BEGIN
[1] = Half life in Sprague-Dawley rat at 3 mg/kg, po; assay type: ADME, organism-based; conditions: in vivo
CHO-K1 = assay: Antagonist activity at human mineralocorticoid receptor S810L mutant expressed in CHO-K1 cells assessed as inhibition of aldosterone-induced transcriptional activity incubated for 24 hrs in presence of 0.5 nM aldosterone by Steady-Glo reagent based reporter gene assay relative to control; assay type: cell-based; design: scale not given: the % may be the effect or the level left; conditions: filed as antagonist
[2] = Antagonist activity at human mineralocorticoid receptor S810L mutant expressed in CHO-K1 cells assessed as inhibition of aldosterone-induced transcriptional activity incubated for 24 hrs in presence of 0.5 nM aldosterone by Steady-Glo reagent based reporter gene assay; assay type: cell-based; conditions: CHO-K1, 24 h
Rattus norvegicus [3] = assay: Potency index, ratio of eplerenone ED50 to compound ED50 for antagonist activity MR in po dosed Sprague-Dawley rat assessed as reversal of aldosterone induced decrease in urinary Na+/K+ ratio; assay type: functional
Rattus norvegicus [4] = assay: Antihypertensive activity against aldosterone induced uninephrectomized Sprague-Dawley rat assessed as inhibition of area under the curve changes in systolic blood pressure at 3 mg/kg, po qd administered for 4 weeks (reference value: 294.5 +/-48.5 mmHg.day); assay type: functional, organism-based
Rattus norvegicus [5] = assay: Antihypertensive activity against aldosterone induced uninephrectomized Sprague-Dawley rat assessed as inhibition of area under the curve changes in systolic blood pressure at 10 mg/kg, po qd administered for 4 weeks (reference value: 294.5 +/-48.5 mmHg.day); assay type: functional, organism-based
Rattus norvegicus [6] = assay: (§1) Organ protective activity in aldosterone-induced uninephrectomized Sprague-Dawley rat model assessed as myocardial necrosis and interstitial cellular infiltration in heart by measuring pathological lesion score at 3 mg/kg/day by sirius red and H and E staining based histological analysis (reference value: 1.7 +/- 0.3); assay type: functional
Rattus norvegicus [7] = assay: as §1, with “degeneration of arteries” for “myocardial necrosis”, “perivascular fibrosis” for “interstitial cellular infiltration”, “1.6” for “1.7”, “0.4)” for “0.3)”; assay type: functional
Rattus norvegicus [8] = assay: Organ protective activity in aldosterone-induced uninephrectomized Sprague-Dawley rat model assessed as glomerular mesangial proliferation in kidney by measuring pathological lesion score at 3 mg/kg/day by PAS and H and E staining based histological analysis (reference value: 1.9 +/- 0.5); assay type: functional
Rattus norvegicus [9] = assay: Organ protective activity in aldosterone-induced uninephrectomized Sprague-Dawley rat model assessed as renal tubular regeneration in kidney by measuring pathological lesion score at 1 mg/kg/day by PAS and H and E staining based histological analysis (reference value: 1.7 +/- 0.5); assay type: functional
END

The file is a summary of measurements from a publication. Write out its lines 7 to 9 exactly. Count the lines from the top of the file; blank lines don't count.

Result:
Rattus norvegicus [6] = assay: (§1) Organ protective activity in aldosterone-induced uninephrectomized Sprague-Dawley rat model assessed as myocardial necrosis and interstitial cellular infiltration in heart by measuring pathological lesion score at 3 mg/kg/day by sirius red and H and E staining based histological analysis (reference value: 1.7 +/- 0.3); assay type: functional
Rattus norvegicus [7] = assay: as §1, with “degeneration of arteries” for “myocardial necrosis”, “perivascular fibrosis” for “interstitial cellular infiltration”, “1.6” for “1.7”, “0.4)” for “0.3)”; assay type: functional
Rattus norvegicus [8] = assay: Organ protective activity in aldosterone-induced uninephrectomized Sprague-Dawley rat model assessed as glomerular mesangial proliferation in kidney by measuring pathological lesion score at 3 mg/kg/day by PAS and H and E staining based histological analysis (reference value: 1.9 +/- 0.5); assay type: functional